We know that “sick buildings” can threaten our health with poor indoor air quality caused by mold and VOCs, but can our homes and offices also make us well? Mayo Clinic and New York design and technology firm Delos aim to find out with their new collaboration on the Well Living Lab, a modular research lab at Mayo Clinic in Rochester that can be reconfigured to simulate offices, apartments, classrooms, and single-family homes. Researchers will study how factors such as air quality, light, sound, and temperature work together to affect everything from productivity to sleep to mood.
Since we humans spend more than 90 percent of our time indoors, one of the goals of the lab’s research is to collect data and add more evidence in support of WELL Certification—a set of science-backed standards for indoor environments that support health and wellness.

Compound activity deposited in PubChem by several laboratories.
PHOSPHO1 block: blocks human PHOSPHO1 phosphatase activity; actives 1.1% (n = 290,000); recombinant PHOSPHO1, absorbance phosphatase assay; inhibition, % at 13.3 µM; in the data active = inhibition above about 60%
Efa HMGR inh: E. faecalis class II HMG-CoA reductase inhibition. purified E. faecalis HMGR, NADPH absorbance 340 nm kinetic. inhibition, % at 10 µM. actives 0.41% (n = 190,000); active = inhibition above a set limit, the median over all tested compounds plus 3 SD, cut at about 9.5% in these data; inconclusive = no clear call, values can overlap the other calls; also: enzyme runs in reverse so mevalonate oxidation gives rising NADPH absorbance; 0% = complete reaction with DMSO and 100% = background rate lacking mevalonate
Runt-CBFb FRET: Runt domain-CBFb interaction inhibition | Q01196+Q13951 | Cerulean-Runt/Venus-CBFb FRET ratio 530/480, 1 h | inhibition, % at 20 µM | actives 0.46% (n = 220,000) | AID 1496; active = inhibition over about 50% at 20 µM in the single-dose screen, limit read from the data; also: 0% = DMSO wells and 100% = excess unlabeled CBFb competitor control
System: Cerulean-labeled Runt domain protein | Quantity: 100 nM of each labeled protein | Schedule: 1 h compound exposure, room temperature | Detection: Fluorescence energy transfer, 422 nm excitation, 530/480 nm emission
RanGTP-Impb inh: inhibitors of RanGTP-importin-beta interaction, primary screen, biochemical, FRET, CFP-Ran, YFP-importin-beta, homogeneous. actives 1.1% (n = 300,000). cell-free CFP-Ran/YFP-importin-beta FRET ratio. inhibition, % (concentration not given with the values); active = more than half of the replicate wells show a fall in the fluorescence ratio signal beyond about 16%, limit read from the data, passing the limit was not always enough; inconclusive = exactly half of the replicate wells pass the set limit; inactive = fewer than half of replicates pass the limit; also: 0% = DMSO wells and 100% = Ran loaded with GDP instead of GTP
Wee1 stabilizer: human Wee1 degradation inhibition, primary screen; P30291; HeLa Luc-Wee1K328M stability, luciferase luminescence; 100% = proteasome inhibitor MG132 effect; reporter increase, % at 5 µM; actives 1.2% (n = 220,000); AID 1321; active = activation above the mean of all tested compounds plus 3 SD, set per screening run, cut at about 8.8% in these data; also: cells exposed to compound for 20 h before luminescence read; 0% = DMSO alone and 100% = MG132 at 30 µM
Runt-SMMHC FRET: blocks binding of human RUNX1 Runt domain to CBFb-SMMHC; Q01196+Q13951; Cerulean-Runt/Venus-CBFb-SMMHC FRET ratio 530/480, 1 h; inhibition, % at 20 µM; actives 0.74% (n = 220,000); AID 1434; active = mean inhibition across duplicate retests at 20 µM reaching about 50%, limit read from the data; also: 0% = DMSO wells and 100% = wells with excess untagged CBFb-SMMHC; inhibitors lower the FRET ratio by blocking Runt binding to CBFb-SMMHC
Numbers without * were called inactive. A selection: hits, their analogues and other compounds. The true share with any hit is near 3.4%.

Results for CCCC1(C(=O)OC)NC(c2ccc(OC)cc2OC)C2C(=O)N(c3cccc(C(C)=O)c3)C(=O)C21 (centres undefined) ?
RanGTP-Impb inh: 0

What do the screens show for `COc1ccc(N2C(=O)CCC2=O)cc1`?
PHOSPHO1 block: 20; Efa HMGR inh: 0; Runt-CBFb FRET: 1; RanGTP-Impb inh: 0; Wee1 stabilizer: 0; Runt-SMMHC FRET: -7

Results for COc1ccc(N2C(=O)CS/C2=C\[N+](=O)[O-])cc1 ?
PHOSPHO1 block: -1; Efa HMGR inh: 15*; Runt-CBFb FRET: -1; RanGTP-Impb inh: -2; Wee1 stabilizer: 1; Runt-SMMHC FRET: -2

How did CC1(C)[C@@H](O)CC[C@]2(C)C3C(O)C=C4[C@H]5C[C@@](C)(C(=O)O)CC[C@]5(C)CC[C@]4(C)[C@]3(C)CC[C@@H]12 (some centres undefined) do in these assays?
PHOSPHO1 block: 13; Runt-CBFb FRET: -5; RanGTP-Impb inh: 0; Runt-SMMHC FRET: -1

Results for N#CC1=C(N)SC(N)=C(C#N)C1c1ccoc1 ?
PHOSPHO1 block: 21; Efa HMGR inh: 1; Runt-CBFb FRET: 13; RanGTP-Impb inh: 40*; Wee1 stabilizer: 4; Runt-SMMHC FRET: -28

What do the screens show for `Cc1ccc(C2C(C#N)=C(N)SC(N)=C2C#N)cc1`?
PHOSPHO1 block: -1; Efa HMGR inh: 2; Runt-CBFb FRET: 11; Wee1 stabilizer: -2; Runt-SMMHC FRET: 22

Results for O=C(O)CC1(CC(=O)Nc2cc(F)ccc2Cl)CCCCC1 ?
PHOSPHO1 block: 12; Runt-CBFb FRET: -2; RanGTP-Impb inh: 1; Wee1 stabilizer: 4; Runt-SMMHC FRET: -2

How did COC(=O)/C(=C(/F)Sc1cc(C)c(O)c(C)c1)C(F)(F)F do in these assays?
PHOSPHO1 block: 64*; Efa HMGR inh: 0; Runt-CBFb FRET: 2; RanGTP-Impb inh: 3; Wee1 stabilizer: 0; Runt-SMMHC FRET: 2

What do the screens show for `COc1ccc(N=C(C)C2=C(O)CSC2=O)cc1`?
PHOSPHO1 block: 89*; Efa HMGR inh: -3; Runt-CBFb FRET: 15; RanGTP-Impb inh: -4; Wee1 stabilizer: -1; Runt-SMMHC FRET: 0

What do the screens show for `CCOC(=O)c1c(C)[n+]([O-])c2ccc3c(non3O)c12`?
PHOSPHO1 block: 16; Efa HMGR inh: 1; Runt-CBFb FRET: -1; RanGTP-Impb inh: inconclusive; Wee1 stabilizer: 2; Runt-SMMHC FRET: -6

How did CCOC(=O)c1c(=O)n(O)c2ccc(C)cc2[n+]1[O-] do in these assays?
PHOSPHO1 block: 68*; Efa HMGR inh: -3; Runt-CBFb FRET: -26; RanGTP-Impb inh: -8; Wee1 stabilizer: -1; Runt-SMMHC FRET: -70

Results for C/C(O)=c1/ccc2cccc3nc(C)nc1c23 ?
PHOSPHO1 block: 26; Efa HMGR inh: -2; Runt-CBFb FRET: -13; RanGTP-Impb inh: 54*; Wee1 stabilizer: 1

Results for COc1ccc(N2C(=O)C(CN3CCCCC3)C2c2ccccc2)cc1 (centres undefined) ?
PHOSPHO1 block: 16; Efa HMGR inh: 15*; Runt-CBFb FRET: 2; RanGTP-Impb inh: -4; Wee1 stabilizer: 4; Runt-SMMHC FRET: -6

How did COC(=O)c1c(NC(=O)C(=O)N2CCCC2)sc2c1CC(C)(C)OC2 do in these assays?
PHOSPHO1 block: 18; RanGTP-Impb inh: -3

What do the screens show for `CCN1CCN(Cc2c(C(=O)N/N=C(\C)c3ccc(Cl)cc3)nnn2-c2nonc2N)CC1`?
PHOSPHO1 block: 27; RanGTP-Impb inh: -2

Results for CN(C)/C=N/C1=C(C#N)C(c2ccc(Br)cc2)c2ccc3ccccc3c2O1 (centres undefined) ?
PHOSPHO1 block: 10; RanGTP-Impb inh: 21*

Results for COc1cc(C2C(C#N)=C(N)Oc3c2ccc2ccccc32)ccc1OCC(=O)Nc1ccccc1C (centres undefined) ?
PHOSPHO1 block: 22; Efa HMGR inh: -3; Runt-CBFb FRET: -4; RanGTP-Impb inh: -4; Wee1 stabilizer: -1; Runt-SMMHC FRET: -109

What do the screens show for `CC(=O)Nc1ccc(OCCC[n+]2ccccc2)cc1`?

The results of this research will help designers and builders create homes and offices that respond to occupants’ biological rhythms and needs throughout the day. For example, adjustable window tints may let you flood your apartment with natural light in the morning but dim it at naptime. Researchers are also looking at ways to bring the natural world inside, such as through use of living walls that improve air quality, and whether use of nature-inspired shapes and patterns reduces stress and speeds healing from illness or injury.
Read more at welllivinglab.com.
By Mo Perry
Photos courtesy of Well Living Lab